We know that exposure to loud noise is the leading cause of hearing loss. It’s also one of the few causes that people can do something about. Today, more than ever, we have access to the knowledge and resources needed to protect and care for our ears from potential hearing loss. Below are 7 frequent causes of hearing loss…
Causes of Hearing Loss
- We know what decibel levels can cause damage. Like these.
- We know how long we can be exposed before damage might take place.
- We have ways to measure decibel levels in real time. Like with this hearing app!
- We have a myriad of hearing protection solutions to choose from, including simple ear plugs.
- And, we have easy, free online hearing test we can take to monitor hearing damage.
Symptoms of Hearing Loss
The symptoms of many physical conditions are obvious. Sore throat and runny nose? You’d think you have a cold. Can’t clearly see the words on a magazine or your phone? You’ll go get your eyes checked.
Hearing loss — the third most common physical condition in the world— isn’t usually as obvious. Much of that can be attributed to the gradual decline of hearing, which tends to creep up on us, often taking years before we’re ready to take action. Also hearing loss doesn’t usually hurt, cause a rash, or overtly impair us right away.
So, then, how do you know if you have hearing loss short of testing it? For this Better Hearing Month, we’ve compiled seven signs that people with hearing loss typically exhibit:
- You frequently ask others to repeat themselves — If you need to be looking at someone to hear what they say (by also reading their lips), your hearing might be fading.
- You turn the TV to a volume others find loud — When you can’t have a conversation because your TV is too loud, it’s time to get a hearing test.
- You have trouble understanding conversations in noisy places — This is one of the first challenges people with hearing loss encounter: tracking what someone else is saying in a noise-filled place, like a restaurant or local pub.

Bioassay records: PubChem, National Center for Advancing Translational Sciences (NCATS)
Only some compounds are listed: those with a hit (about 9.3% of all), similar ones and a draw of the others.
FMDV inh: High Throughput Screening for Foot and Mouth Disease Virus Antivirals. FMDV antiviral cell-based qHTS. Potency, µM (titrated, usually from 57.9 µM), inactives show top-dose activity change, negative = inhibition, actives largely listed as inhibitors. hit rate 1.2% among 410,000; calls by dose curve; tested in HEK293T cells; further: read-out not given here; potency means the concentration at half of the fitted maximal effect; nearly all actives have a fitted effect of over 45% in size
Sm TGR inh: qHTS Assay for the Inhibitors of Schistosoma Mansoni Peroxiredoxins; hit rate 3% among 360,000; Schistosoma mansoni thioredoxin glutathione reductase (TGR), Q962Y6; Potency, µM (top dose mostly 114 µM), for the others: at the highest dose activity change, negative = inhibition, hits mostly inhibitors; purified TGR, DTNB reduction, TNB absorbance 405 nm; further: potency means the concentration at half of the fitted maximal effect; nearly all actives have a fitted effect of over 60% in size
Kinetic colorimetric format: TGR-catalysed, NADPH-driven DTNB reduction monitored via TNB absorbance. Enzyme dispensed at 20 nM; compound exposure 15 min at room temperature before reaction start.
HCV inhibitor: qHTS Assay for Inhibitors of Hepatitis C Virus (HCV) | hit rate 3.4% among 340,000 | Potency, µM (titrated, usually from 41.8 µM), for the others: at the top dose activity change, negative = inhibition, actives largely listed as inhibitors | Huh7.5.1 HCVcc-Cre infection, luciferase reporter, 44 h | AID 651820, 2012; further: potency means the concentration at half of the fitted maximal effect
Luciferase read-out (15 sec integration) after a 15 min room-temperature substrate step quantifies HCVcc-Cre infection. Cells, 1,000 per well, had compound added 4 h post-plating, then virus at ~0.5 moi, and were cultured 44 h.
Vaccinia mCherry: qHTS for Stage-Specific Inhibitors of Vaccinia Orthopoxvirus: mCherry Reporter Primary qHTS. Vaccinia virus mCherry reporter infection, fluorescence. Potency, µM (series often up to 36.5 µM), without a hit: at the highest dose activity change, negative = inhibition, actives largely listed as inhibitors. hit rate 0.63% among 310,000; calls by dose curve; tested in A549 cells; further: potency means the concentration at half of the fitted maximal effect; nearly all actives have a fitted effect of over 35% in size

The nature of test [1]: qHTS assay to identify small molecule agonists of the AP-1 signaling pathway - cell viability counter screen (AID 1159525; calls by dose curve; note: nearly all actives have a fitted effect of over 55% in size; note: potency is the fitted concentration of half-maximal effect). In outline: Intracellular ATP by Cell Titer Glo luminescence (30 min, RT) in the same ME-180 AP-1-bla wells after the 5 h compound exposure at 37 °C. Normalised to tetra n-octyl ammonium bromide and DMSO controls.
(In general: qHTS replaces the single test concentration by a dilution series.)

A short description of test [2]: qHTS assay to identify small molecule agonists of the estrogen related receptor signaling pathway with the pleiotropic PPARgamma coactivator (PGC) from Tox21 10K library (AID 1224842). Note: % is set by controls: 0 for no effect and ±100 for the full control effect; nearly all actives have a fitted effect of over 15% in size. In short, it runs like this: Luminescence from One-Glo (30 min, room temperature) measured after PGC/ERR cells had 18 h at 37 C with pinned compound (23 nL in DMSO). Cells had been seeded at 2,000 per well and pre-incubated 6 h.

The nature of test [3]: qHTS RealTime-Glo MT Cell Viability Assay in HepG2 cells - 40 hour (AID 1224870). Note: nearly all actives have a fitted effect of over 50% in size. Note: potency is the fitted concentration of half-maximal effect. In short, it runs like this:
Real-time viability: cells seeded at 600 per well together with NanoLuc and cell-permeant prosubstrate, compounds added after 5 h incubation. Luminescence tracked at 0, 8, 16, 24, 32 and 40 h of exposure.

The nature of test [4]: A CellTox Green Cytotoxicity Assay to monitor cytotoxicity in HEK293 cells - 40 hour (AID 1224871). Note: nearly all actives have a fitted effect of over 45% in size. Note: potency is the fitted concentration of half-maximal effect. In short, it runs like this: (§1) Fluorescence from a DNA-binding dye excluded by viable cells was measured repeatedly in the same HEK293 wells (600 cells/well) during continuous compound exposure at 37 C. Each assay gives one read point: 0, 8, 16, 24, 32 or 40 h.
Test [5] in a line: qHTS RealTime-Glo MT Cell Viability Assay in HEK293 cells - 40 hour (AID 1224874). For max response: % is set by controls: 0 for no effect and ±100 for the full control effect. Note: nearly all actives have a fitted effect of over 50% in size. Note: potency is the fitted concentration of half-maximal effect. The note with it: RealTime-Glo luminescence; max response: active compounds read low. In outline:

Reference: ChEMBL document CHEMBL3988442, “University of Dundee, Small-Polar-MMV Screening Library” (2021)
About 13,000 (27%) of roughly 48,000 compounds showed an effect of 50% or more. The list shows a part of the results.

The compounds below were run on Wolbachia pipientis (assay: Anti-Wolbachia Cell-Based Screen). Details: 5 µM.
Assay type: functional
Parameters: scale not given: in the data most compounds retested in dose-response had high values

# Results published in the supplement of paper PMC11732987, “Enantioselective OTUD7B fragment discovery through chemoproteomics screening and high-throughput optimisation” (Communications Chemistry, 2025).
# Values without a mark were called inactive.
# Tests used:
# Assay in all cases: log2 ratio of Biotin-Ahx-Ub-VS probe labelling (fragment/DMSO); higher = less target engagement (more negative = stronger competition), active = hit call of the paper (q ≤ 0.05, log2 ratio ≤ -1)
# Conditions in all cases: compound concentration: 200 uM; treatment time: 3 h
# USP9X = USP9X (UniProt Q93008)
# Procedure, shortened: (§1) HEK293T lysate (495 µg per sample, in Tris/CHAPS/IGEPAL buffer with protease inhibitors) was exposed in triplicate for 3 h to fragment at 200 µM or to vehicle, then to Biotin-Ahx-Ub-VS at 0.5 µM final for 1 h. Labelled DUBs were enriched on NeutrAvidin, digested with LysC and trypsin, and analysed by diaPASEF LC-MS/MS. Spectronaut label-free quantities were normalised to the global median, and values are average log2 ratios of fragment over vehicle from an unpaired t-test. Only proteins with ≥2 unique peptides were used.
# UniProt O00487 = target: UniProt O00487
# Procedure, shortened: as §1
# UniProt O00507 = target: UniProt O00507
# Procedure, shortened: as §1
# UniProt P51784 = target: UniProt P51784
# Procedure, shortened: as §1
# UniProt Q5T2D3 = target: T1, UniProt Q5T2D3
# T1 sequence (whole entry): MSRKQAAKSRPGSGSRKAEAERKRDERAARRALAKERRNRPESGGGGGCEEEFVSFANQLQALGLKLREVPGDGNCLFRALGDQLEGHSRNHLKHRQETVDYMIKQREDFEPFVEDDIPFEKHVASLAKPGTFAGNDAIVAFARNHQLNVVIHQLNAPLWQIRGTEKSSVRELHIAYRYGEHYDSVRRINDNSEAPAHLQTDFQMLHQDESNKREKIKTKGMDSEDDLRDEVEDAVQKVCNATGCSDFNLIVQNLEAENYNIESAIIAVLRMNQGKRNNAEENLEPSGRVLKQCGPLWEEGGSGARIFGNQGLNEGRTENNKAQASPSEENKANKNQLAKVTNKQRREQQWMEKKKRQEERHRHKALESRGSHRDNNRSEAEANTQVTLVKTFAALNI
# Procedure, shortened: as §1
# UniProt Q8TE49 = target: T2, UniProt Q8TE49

- You have difficulty hearing women and children’s voices — High-frequency hearing loss is super common — so it’s to be expected that high-frequency sounds become tough to hear.
- You feel like others are mumbling — If you have a 16-year old son like I do, you’ll swear that they are mumbling. It’s most likely half and half.
- You avoid social situations that were once enjoyable — People who can’t engage easily, feel left out of conversations, or who have bad experiences trying to hear in public spaces often decide it’s easier to decline invitations and stay at home. It doesn’t have to be this way.
- You are told by others that you have hearing loss — If more than one friend or family member questions your hearing acuity — in seriousness or jest — guess what? They could be onto something.
So protect your hearing, and help proactively prevent the biggest cause of hearing loss, overexposure to loud noise. And, as soon as some scientist invents a “backward aging” machine, we can begin to prevent hearing loss’ second leading cause. However, if you are experiencing any type of hearing loss, Starkey is here to help! We can provide further information upon hearing loss if you call 08000 683 533 and we can provide the details of your local hearing healthcare professional that would be happy to undertake a full hearing test.